RICHMOND, Va. — A sweeping energy bill that supporters said would make Virginia a national leader in addressing climate change passed the state House Thursday amid warnings by critics that it will carry a steep price tag.

The legislation, called the Virginia Clean Economy Act, moved to the Senate for its expected final passage.

One of the new Democratic majority's priorities this session, the bill would overhaul how Virginia utilities generate electricity, laying out a path toward zero carbon emissions by 2045. It paves the way for an enormous expansion of offshore wind generation, solar or onshore wind generation, and the use of battery storage technology, which advocates say will create thousands of jobs.

Sponsor Del. Rip Sullivan called the measure "the most important opportunity this body has ever had to take control of our clean energy future."

The legislation requires utilities to meet certain energy efficiency standards utilities and establishes annual goals for the sale of renewable energy. It also contains provisions advocates say will remove barriers to rooftop and shared solar energy.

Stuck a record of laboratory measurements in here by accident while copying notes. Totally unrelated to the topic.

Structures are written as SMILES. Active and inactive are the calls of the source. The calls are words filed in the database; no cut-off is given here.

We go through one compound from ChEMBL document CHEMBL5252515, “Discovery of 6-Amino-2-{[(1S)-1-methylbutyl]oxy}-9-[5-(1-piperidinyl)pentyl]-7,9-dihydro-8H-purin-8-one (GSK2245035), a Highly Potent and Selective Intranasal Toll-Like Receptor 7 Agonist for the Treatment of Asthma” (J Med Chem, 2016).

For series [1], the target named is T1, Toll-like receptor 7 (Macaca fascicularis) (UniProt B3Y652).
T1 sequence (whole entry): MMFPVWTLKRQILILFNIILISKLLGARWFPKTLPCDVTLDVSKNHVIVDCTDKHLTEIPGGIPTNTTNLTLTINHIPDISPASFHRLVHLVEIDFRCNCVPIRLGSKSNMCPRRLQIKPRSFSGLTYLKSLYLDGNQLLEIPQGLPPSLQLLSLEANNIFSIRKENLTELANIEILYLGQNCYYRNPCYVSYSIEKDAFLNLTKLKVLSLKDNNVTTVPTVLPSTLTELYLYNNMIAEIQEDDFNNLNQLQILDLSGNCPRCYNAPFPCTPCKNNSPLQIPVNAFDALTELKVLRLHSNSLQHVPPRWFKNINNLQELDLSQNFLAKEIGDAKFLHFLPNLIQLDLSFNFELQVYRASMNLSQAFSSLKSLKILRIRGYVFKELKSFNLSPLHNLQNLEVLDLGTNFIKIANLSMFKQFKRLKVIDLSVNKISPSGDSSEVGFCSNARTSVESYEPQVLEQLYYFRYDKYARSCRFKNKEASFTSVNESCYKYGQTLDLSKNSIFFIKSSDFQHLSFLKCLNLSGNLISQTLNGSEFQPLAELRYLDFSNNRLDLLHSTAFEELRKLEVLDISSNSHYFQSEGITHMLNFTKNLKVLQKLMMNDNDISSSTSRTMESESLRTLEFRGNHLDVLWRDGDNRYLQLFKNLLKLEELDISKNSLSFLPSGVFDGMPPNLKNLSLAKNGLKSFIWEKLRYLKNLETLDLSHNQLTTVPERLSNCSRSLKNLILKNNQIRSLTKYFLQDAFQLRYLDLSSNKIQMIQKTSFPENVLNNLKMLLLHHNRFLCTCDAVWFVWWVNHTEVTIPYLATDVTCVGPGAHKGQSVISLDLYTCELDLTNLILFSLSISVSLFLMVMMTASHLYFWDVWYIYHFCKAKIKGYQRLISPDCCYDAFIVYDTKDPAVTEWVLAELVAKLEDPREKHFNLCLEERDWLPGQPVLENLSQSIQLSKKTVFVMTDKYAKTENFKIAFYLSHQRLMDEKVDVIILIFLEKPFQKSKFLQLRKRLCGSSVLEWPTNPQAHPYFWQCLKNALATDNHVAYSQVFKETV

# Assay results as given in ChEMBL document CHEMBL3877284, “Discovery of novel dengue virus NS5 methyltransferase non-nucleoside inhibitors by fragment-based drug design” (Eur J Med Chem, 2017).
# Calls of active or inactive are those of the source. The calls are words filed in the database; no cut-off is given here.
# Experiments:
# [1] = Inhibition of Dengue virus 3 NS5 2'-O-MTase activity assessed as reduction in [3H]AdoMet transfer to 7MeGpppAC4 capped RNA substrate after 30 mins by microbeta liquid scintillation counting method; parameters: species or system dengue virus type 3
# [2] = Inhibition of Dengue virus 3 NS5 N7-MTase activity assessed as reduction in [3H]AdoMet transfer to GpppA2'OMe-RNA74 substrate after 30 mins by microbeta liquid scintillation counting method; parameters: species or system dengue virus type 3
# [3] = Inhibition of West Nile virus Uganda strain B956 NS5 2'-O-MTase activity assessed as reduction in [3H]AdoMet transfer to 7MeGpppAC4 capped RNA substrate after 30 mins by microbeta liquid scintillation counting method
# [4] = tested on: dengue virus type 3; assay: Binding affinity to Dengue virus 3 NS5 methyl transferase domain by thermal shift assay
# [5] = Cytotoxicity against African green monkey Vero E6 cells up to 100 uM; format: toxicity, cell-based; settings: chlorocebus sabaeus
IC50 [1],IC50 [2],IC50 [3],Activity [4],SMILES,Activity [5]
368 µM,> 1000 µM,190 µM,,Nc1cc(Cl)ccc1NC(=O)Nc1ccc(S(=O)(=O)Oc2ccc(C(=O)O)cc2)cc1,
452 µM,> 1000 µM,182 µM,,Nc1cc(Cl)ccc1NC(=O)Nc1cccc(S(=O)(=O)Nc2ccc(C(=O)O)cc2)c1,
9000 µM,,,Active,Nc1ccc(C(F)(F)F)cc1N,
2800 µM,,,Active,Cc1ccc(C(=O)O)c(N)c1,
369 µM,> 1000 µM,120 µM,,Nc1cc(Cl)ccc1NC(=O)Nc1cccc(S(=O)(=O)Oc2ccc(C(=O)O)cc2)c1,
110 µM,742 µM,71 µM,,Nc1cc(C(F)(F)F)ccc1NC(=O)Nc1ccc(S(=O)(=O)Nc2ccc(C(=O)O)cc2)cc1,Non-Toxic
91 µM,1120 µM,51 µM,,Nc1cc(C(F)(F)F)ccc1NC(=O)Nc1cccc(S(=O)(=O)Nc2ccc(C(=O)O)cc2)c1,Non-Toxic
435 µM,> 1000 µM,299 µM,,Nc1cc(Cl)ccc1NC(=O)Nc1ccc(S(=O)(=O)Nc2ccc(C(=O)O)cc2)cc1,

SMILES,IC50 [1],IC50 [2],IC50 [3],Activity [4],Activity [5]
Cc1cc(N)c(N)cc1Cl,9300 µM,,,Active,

The House passed the bill 51-45, and the Senate was expected to pass it Friday, sending it to Gov. Ralph Northam, whose administration has been involved in the negotiations.

The bill's sponsors said hundreds of hours of negotiations have gone into the legislation. Participants in those talks also included Dominion Energy, environmental groups and Advanced Energy Economy, a national association of businesses.

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